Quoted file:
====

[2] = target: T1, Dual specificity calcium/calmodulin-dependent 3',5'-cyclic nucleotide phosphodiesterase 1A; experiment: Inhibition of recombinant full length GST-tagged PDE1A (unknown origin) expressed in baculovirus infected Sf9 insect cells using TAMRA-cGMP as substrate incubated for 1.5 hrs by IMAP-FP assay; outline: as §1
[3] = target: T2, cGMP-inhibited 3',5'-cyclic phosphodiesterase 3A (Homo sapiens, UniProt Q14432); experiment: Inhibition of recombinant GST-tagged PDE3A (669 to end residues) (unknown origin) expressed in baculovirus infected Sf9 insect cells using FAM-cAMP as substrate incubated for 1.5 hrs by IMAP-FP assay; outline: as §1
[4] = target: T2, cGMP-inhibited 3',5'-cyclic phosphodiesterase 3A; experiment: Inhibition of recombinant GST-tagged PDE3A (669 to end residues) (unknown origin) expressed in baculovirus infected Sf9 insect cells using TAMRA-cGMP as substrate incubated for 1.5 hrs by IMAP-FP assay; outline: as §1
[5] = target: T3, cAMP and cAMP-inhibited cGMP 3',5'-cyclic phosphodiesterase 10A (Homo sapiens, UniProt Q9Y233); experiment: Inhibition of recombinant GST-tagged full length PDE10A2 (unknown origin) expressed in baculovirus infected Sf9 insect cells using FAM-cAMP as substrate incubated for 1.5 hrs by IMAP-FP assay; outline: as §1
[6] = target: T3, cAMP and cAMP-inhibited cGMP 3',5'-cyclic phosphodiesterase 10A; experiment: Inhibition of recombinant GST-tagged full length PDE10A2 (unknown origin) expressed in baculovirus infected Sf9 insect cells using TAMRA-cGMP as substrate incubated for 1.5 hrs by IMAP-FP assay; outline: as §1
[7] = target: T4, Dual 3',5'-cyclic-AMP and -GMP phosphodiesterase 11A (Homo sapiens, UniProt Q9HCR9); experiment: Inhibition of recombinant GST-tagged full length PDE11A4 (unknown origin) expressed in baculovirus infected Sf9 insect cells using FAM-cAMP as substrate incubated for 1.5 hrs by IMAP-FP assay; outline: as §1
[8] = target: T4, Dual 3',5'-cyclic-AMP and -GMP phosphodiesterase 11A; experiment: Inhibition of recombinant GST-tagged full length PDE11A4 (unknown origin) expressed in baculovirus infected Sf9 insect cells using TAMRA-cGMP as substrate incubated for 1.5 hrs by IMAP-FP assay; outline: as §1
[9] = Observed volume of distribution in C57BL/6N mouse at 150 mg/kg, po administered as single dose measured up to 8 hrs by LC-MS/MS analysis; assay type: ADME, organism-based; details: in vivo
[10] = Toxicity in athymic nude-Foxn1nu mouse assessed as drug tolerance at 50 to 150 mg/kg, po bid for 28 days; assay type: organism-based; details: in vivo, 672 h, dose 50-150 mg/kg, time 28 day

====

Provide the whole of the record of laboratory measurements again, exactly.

[2] = target: T1, Dual specificity calcium/calmodulin-dependent 3',5'-cyclic nucleotide phosphodiesterase 1A; experiment: Inhibition of recombinant full length GST-tagged PDE1A (unknown origin) expressed in baculovirus infected Sf9 insect cells using TAMRA-cGMP as substrate incubated for 1.5 hrs by IMAP-FP assay; outline: as §1
[3] = target: T2, cGMP-inhibited 3',5'-cyclic phosphodiesterase 3A (Homo sapiens, UniProt Q14432); experiment: Inhibition of recombinant GST-tagged PDE3A (669 to end residues) (unknown origin) expressed in baculovirus infected Sf9 insect cells using FAM-cAMP as substrate incubated for 1.5 hrs by IMAP-FP assay; outline: as §1
[4] = target: T2, cGMP-inhibited 3',5'-cyclic phosphodiesterase 3A; experiment: Inhibition of recombinant GST-tagged PDE3A (669 to end residues) (unknown origin) expressed in baculovirus infected Sf9 insect cells using TAMRA-cGMP as substrate incubated for 1.5 hrs by IMAP-FP assay; outline: as §1
[5] = target: T3, cAMP and cAMP-inhibited cGMP 3',5'-cyclic phosphodiesterase 10A (Homo sapiens, UniProt Q9Y233); experiment: Inhibition of recombinant GST-tagged full length PDE10A2 (unknown origin) expressed in baculovirus infected Sf9 insect cells using FAM-cAMP as substrate incubated for 1.5 hrs by IMAP-FP assay; outline: as §1
[6] = target: T3, cAMP and cAMP-inhibited cGMP 3',5'-cyclic phosphodiesterase 10A; experiment: Inhibition of recombinant GST-tagged full length PDE10A2 (unknown origin) expressed in baculovirus infected Sf9 insect cells using TAMRA-cGMP as substrate incubated for 1.5 hrs by IMAP-FP assay; outline: as §1
[7] = target: T4, Dual 3',5'-cyclic-AMP and -GMP phosphodiesterase 11A (Homo sapiens, UniProt Q9HCR9); experiment: Inhibition of recombinant GST-tagged full length PDE11A4 (unknown origin) expressed in baculovirus infected Sf9 insect cells using FAM-cAMP as substrate incubated for 1.5 hrs by IMAP-FP assay; outline: as §1
[8] = target: T4, Dual 3',5'-cyclic-AMP and -GMP phosphodiesterase 11A; experiment: Inhibition of recombinant GST-tagged full length PDE11A4 (unknown origin) expressed in baculovirus infected Sf9 insect cells using TAMRA-cGMP as substrate incubated for 1.5 hrs by IMAP-FP assay; outline: as §1
[9] = Observed volume of distribution in C57BL/6N mouse at 150 mg/kg, po administered as single dose measured up to 8 hrs by LC-MS/MS analysis; assay type: ADME, organism-based; details: in vivo
[10] = Toxicity in athymic nude-Foxn1nu mouse assessed as drug tolerance at 50 to 150 mg/kg, po bid for 28 days; assay type: organism-based; details: in vivo, 672 h, dose 50-150 mg/kg, time 28 day